Photography in Flux - BAD Backgrounds Yield BAD Photos - Don't Let This Happen to Your Work
June 09, 2011
While our panel of experts from "Photography in Flux" at the recent Professional Development Seminar (SNAG Conference Seattle) did not declare a "standard" for photography backgrounds, they did make it clear that BAD BACKGROUNDS create BAD PHOTOS.
To the right are two examples of bad backgrounds from Marthe Le Van's (editor of Lark Books) PowerPoint presentation.
In the following photos, I have concealed the identity of the jewelry item so that you can focus on just the bad backgrounds (and to protect the identity). A short description of the PROBLEM and suggested SOLUTION follows each photo so that you can avoid such problems in your photos.
PROBLEM: In the photo above the texture of the background is too similar to the texture in the metal. (I would swear this is a dirty paper towel, but I could be wrong.) Additionally, the silver metal is very close to the color of the background. There is not enough contrast between the earring and the background.
SOLUTION: A plain background without texture would have improved this photo. Perhaps a darker grey background may have provided more contrast between the earring and the background.
PROBLEM: The background in this photo has a distracting crease. When photographing jewelry, any defect in the background is simply too obvious.
SOLUTION: If your cardboard or paper background is damaged, do not use it. It will ruin your photo along with ruining any chance that your photos or work will be accepted.
PROBLEM: There is too much background in this photo. It appears that the necklace might be draped over a round ceramic container. The glaze has a moderately distracting pattern and a shiny reflective surface. The reflected "hot spot" on the container makes the photo not so good.
See the bright white reflection on the upper right? It ruins the overall image because it distracts the viewer from looking at the necklace. Obviously, this photo was taken with a single strong light source (not diffuse lighting) because the same hot spot is on the necklace.
SOLUTION: A plain background would be much less distracting. In addition, a diffuse or softened light source can be created by using translucent paper or by bouncing strong light off a foam core for a softer light.
PROBLEM: This necklace appears to be draped over the bottom of the same ceramic container. In addition to all the problems described above, we are distracted by looking at the random pattern of the unglazed ceramic bottom which is unfinished and unattractive.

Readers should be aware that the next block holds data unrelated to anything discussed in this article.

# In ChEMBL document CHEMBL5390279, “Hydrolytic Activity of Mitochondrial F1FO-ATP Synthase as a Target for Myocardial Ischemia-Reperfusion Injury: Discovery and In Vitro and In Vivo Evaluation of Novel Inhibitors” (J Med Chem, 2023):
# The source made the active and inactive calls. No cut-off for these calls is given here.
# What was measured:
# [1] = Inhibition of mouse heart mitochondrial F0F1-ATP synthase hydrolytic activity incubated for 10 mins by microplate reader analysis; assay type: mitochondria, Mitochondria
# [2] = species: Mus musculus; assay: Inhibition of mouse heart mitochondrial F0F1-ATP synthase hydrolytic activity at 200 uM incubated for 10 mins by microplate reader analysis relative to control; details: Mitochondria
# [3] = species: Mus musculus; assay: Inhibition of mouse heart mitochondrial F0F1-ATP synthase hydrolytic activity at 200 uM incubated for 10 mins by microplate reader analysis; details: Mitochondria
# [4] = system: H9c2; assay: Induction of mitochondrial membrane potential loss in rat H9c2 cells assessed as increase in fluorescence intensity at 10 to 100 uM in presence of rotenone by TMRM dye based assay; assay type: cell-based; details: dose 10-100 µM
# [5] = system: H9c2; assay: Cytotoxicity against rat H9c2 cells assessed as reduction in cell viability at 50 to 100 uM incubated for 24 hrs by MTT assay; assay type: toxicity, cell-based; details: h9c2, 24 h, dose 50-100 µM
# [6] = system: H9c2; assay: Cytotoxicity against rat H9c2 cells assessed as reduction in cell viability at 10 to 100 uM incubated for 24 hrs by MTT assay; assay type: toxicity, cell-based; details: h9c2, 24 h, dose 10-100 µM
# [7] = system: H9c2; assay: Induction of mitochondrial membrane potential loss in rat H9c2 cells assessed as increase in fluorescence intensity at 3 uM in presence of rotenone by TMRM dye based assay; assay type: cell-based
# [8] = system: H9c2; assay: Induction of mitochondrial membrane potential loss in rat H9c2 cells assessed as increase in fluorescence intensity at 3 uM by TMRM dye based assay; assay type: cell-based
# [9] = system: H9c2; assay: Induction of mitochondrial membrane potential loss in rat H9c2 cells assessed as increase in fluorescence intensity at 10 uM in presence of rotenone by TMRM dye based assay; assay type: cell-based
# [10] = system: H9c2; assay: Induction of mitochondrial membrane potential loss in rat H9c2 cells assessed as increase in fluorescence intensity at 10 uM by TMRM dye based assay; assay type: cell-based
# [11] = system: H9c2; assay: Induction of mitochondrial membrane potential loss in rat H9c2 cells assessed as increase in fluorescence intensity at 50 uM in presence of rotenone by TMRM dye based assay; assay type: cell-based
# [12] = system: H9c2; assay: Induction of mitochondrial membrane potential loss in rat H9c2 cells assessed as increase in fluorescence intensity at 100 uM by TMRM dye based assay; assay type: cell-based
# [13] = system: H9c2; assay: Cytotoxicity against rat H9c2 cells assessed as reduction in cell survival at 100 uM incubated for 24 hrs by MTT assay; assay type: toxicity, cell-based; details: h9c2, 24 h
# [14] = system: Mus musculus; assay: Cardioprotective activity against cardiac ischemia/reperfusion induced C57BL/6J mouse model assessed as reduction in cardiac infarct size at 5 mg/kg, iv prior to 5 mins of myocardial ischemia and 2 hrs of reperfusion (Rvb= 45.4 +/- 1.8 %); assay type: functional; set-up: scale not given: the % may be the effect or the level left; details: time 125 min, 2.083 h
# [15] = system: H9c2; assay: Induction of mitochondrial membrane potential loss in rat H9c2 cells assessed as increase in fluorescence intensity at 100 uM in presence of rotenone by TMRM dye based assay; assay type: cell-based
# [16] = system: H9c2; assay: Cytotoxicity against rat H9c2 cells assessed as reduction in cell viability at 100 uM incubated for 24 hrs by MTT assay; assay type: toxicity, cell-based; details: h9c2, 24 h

SOLUTION: Do not drape your jewelry over bowls, cups, or plates of any kind, ever. This never looks like a professional quality photo because professionals don't do this. Find another solution.
PROBLEM: The background for this photo is inconsistent and distracting from the pendent. The highly reflective surface creates dark shadows and washed-out highlights.
SOLUTION: A plain simple background allows your work to shine, without competing with the background.
PROBLEM: Do not use draped fabric for your background. It always looks commercial and corny.
SOLUTION: Plain paper or a photographic background is a conservative but safe choice that will work for most situations.
PROBLEM: These earrings are draped over the rim of a cup. While this is a common practice, it is NOT a good photo. What do earrings have to do with a cup or bowl? Nothing! Professional photographers don't drape earrings on a cup or bowl. In addition, the background behind the cups is even more distracting with color, light, and reflection.
SOLUTION: Earrings can be laid on a piece of paper, or hanging from a model or mannequin like this earring photo on the left by earring by Andy Cooperman.
PROBLEM: The dark shadow on the left side of the pendant and the pendent blend together. It creates a dark left half to the photo lacking interest. In addition, the pendant is dwarfed by too much background and the background has a touch of green in the upper right-hand corner. Why? This is not O.K.
SOLUTION: Your background needs to be consistent within the entire frame. Also, bounce light into the dark side of the pendant with foam core or aluminum foil over cardboard. See below for an improved photo.
SOLUTION: I fixed this pendant image in Photoshop, lightening the left side of the photo enhancing the pattern and texture. Also by cropping off the green bit of background the pendent becomes the sole focal point of the image.
Bad photos are not limited to jewelry. The challenge of getting quality photographic images is very difficult for all media. Artists and makers should take it to heart that quality photographic images are interpreted as quality items, and vice versa, bad images are interpreted as poor quality work. Great images can lead to professional success.
A BAD background sends an unintended message. This message may be amateurish, commercial, over-stylized, or have a dated appearance.
Most of these images were selected off the Internet without permission. In most cases, I obscured the actual item to avoid embarrassment by the maker.
Stay tuned to ASK Harriete for the next photographic issue raised during the Professional Development Seminar program Photography in Flux. The PDS was brought to you by the NEA, MJSA, and SNAG.
Looking forward to the next post.
This post was updated on February 4, 2022.